How we change what others think, feel, believe and do
Watch the Audience
You can get a lot of information about the audience when you are speaking by watching their body language. There are two things you can notice. First, watch for transitions when they shift from one position to another as you are speaking, usually connected with what you are saying. In this way they can signal such as interest, agreement, surprise, etc. (or not).
Also watch for state indicators that indicate more persistent moods and attitudes. Note how open they are to ideas from the beginning and as you progress. Watch for nodding and smiling as you present concepts, as opposed to frowning and appearing judgemental. Be more factual with closed audiences and exploratory when they seem open.
Watch for the dynamics of power and status. Does everyone act as equal or do some act as if they are in charge or more important? Watch for dominant, powerful and submissive body language and give due deference to group leaders. Notice if they seem to be looking down on you or up to you and respond accordingly.
Beware of audiences that give up and sit back. Watch for people leaning back, not giving eye contact, talking with one another and otherwise showing signs of disinterest. Try connecting with individuals and see if they respond. If significant parts of the audience disengage, you will need to do a recovery, perhaps even involving them in this question.
If audiences are engaged, they may agree with you or may disagree, possibly very strongly. Watch for nodding or shaking of heads. You will find out more in question time. Engagement of any kind is better than disinterest and you can make good use of the energy.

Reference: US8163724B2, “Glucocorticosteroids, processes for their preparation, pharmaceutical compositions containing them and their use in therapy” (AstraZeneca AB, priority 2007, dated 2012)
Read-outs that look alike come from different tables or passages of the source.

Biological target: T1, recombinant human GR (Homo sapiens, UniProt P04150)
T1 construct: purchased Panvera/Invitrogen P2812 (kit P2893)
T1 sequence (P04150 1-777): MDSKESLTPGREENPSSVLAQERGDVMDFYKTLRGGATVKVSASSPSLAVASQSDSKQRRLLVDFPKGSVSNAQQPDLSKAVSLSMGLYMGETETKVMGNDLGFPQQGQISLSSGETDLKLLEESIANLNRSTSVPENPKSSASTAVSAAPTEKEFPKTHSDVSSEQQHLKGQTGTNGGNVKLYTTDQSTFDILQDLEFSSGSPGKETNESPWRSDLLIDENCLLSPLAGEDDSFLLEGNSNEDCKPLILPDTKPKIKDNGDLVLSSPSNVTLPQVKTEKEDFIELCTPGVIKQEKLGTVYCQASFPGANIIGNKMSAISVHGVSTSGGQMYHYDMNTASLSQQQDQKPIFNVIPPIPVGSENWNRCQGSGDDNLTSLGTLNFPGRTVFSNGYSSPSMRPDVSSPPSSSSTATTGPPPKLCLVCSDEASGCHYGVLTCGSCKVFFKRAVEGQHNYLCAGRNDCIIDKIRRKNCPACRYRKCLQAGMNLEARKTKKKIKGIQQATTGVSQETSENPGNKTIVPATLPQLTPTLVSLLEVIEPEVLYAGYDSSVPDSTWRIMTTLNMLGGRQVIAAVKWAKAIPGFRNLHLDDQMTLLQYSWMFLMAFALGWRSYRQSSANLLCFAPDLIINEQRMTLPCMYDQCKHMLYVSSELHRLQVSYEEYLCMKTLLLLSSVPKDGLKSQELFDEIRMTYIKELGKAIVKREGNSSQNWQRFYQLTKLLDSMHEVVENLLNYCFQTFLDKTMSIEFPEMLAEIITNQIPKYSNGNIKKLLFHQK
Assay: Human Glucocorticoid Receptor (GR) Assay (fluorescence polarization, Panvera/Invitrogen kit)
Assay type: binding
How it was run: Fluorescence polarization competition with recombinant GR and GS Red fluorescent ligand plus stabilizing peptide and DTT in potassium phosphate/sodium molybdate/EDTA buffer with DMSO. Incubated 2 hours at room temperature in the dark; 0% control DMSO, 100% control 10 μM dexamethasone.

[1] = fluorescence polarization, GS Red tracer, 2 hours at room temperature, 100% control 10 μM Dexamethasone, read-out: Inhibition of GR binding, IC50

Beyond engagement is the depth of commitment that the audience and individuals have, to the subject, to you and and to what you are saying. Watch for people leaning forward and moving in time with you. When they have this commitment you can say almost anything and they will agree. It is of course the right moment in which to pitch your key message.
I am doing a sales presentation and notice a few powerful individuals in the group. I put more focus on them although not forgetting others. As they warm to my message, I see increasing responsiveness and engagement as they appear more committed, I go for the close.
Whilst you have limited opportunity to listen to the audience, you can more than make up for this by watching them, assessing their body language and consequently making useful inferences about their general mood and more immediate feelings.
In any task we need feedback to know if we are doing it right, for example when picking up a cup of coffee, our eyes and touch sense tell us we have a good hold of it. In some tasks we do not know if we are successful until later, for example when developing or marketing a product we only know its success when the sales figures are known. It is easier in presentation as, like the coffee cup, you have an immediate source of feedback in front of you, although it is surprising how many speakers ignore this invaluable well of information.
A great speaker is like a Tai Chi or Aikido master, flowing in tune with the other party whilst effortlessly moving them to where they want them to go. The inner secret of this is sensitivity. If you can feel where people are and which way they are leaning, then you can gently shape them any way you wish.